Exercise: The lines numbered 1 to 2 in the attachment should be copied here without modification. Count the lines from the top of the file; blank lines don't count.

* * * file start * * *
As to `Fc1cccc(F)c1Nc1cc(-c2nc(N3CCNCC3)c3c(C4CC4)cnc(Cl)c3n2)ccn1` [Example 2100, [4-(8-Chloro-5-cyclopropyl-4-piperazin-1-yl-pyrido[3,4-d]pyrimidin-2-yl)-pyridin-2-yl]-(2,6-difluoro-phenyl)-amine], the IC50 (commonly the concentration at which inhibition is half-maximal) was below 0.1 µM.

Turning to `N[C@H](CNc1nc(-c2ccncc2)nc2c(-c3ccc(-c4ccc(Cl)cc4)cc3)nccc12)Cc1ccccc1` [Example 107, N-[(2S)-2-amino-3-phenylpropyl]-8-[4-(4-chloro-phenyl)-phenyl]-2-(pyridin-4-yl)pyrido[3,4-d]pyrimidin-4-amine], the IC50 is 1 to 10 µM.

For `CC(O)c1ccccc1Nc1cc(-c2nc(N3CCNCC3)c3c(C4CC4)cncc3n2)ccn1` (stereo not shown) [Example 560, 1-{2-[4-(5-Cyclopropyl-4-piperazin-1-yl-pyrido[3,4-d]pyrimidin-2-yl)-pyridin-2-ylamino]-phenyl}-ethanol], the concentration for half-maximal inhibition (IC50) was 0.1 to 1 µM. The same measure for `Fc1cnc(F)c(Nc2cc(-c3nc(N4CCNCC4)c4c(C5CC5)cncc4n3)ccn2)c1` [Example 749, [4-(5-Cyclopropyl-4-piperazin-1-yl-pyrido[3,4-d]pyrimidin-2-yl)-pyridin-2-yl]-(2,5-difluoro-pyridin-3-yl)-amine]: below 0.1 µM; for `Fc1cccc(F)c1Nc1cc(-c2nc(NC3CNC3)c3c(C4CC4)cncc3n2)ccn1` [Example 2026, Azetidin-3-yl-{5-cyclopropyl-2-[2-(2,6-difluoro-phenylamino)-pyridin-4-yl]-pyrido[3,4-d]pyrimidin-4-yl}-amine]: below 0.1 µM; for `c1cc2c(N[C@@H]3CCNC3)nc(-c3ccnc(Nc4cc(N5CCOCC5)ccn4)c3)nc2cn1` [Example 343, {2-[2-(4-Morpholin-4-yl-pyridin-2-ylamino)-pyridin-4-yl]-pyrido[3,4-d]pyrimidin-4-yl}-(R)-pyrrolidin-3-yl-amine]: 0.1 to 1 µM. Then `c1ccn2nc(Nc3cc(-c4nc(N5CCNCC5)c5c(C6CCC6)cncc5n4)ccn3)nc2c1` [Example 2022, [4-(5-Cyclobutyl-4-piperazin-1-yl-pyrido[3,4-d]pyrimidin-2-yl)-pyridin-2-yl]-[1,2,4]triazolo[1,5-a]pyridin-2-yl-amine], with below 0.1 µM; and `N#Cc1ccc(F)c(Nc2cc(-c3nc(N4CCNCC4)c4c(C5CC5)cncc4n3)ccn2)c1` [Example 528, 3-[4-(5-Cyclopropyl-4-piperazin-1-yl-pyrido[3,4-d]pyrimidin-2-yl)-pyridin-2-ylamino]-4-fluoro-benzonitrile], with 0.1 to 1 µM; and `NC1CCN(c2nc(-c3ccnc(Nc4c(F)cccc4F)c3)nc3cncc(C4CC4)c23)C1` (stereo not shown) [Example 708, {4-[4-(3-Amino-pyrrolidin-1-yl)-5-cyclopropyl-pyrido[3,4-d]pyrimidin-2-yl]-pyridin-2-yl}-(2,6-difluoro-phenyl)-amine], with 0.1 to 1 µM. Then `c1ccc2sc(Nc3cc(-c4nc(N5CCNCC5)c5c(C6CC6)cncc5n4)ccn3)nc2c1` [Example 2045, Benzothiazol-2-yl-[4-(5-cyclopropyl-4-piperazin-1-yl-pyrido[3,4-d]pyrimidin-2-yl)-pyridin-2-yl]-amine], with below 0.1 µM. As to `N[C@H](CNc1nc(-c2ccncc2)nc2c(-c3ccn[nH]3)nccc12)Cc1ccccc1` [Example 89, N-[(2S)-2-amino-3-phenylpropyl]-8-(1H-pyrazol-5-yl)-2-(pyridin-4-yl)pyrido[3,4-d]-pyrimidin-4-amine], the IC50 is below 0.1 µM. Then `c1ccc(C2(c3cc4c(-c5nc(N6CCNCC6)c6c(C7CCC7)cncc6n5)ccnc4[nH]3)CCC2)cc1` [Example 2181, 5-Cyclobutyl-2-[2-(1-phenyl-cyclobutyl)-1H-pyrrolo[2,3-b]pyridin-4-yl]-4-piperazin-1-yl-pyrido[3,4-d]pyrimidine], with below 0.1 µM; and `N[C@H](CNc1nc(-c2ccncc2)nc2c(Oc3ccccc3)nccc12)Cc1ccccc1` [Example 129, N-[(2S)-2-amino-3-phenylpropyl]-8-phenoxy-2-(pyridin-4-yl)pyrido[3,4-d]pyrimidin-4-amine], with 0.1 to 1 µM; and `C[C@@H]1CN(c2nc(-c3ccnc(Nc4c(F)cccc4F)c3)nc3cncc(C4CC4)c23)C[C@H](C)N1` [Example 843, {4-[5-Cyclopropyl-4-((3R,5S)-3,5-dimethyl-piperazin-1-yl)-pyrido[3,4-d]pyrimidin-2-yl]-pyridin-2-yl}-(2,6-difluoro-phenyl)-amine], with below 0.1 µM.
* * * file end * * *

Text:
As to `Fc1cccc(F)c1Nc1cc(-c2nc(N3CCNCC3)c3c(C4CC4)cnc(Cl)c3n2)ccn1` [Example 2100, [4-(8-Chloro-5-cyclopropyl-4-piperazin-1-yl-pyrido[3,4-d]pyrimidin-2-yl)-pyridin-2-yl]-(2,6-difluoro-phenyl)-amine], the IC50 (commonly the concentration at which inhibition is half-maximal) was below 0.1 µM.

Turning to `N[C@H](CNc1nc(-c2ccncc2)nc2c(-c3ccc(-c4ccc(Cl)cc4)cc3)nccc12)Cc1ccccc1` [Example 107, N-[(2S)-2-amino-3-phenylpropyl]-8-[4-(4-chloro-phenyl)-phenyl]-2-(pyridin-4-yl)pyrido[3,4-d]pyrimidin-4-amine], the IC50 is 1 to 10 µM.